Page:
Biblical Question: Wine vs Grape Juice


#1

I heard an evangelical on the radio the other day talking about how Jesus did not drink wine (i.e., the water he changed into wine was really changed into grape juice). The reason she gave was that the Greek word used in that case (John 2:3) really means grape juice. My question is, what is that word, and is it the same word used in other cases where clearly an intoxicating drink is suggested? e.g., Ephesians 5:18, Rev 17:2.

Also, what about the OT, Genesis 9:21, Psalms 60:3, Isaiah 28:7?

Any help would be greatly appreciated.


#2

This has been discussed recently in this thread:

forums.catholic.com/showthread.php?t=44772

I’m not sure if the translation issue was discussed but most all the other bases were covered, including one or two very good posts by a Jewish member who is really up on his Old Testment history. Remember, when Jesus walked the earth, the NT wasn’t written yet.


#3

[left]For what it is worth, the LCMS rejects grape juice communion.

lcms.org/graphics/assets/media/CTCR/Theol_lord_supper1.pdf

All four accounts of the Lord’s Supper speak of “the cup.” The content of this cup was most definitely wine. The references in Matt. 26:29 and parallels to the “fruit of the vine” would not have suggested anything else to Jesus’ listeners than the grape wine of the Jewish Passover ritual. [19] In 1 Cor. 11:21 there is corroboration that the early Christian church understood wine for “fruit of the vine.” Some of the Corinthians, sadly, had abused the Holy Supper by becoming drunk.

The color, type, or origin of the grape wine is a matter which Christians can select in accord with their situation.
In the oft-cited pastoral circumstance of an alcoholic communicant, the counsel of foregoing Communion for a period of time or the action of diluting the wine with water (perhaps done at the Lord’s Supper itself) are preferable. In the extreme situation where even greatly diluted wine may lead to severe temptation, no fully satisfactory answer, in the opinion of the CTCR, can be formulated. The counsel of completely foregoing Communion is clearly unsatisfactory. In this situation, too, the actions of diluting the wine with water or intinction would be preferable. The substitution of grape juice raises the question of whether the Lord’s instruction is being heeded. Luther’s openness to Communion in one kinds is difficult in view of confessional texts which strongly urge the Biblical paradigm of both kinds, though the Confessions do not address the extreme situation.

A similar pastoral problem is posed by those rare instances where a severe physical reaction is caused by the elements (as, for example, when the recipient is concurrently taking certain medications, or is simply allergic to one or the other of the elements). The pastor, in such cases, will surely stress the Gospel’s power and total effectiveness in the individual’s life and patiently seek a practical solution that both honors Christ’s word and satisfies the desire to partake in the Lord’s Supper.
[/left]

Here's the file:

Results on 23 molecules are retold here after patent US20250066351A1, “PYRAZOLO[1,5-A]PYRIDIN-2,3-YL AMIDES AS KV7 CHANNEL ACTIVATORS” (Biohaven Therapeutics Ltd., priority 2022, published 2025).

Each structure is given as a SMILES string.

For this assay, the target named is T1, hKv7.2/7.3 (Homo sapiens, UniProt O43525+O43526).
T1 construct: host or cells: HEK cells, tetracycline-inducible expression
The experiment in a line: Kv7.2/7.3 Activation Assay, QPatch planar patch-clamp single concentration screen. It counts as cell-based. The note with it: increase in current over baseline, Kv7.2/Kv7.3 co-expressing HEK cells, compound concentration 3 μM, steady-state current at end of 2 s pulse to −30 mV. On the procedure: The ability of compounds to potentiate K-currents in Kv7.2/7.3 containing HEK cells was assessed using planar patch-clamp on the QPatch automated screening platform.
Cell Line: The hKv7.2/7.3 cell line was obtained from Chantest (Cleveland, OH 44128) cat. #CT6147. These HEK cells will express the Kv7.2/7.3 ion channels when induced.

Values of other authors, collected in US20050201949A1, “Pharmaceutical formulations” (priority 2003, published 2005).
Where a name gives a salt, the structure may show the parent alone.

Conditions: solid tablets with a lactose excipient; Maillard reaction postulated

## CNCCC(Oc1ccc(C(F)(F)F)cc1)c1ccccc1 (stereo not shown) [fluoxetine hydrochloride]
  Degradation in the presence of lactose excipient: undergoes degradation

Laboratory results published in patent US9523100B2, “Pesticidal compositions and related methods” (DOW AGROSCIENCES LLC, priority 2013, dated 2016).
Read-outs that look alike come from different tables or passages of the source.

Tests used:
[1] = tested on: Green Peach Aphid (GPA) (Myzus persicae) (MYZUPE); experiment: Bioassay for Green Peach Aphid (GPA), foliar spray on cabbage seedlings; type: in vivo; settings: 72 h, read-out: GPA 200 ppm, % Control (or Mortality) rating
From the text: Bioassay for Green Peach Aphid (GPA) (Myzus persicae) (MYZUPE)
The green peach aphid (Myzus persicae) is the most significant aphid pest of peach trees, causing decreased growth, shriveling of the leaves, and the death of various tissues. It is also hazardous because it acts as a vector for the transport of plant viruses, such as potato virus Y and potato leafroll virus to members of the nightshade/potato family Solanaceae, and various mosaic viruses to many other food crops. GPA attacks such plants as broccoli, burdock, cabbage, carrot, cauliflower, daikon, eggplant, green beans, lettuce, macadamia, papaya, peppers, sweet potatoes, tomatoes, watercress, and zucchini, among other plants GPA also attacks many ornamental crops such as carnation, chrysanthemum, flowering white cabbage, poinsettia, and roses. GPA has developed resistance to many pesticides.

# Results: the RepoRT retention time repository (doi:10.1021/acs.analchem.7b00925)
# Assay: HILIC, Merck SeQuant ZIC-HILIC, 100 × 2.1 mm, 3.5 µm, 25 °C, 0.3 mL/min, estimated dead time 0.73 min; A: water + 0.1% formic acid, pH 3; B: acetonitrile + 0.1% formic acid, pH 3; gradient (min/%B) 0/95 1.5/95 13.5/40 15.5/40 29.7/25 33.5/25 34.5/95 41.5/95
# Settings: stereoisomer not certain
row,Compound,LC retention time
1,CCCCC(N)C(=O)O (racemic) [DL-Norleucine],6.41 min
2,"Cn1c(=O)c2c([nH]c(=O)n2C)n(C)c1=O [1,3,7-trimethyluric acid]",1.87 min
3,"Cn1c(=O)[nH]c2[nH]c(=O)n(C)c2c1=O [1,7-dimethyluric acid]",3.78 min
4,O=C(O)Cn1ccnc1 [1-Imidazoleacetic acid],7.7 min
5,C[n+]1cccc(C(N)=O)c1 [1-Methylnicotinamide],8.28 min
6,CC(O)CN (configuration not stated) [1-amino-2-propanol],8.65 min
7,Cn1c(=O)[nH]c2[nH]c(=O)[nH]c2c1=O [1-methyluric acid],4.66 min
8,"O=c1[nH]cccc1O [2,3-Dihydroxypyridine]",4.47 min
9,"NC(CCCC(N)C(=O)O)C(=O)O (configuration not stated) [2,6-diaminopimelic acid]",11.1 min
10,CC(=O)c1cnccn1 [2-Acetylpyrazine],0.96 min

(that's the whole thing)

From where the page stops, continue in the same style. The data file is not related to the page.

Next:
#4

it was definetly wine… i dont know why people cannot grasp the fact that it is not wrong to drink wine as long as u dont overdo it. Jesus did as it is said in his word.


#5

In a reprimand to a certain group Jesus got on to them and said that John the Babtist neither ate or drank and they called him a mad man,Jesus came and ate and drank and they called Him a gluttun and a drunkard,on a common sense level if they do not know by then it is wine then they are blind by choice.:nope:


#6

We know it was wine! Here is a little secret from the inside: when Baptists can’t make a doctrine co-exist with scripture and thier practices, they simply pretend that it does.

The intentions are good…but it’s wrong to lie.

So the fact is, we’re opposed to it because some people are alcoholics and even a sniff of it can trigger a lapse.


#7

[quote=liv3ordie]I heard an evangelical on the radio the other day talking about how Jesus did not drink wine (i.e., the water he changed into wine was really changed into grape juice). The reason she gave was that the Greek word used in that case (John 2:3) really means grape juice. My question is, what is that word, and is it the same word used in other cases where clearly an intoxicating drink is suggested? e.g., Ephesians 5:18, Rev 17:2.

Also, what about the OT, Genesis 9:21, Psalms 60:3, Isaiah 28:7?

Any help would be greatly appreciated.
[/quote]

How about this for a translation - the Jehovah’s Witnesses translate the word stauros into"torture stake". They say Jesus died on a torture stake!

What do you think? Did the people at the wedding drink Welches Grape Juice, or wine? I vote wine. :cool:

According to Strong’s biblical Greek dictionary the word used in John 2:1-10 is:
oinon <3631> {WINE}

The truth is people drank wine then, and lots of it. The Romans has Bacchus, God of Wine. The Greeks had Dionysus, God of Wine. For all the Roman and Greek culture I’ve studied in college, I don’t recall a God of Grape Juice.

The flasks transported around the Mediteranian Sea carried wine. The Greeks, Romans and Egyptians traded wine. Wine was, and still is, the cultural table aperatif. No household, then or now, is without wine.

Some people like to translate so they look good. They often miss the fact that they have to translate in ANCIENT GREEK, translating instead into the modern Greek. They also overlook the obvious: Those people drank wine.

*(Legal notice: The author of this particular post does not endorse any particular grape juice product and uses the brand name “Welches” without permission and only for contextual example.) *That aughta cover it.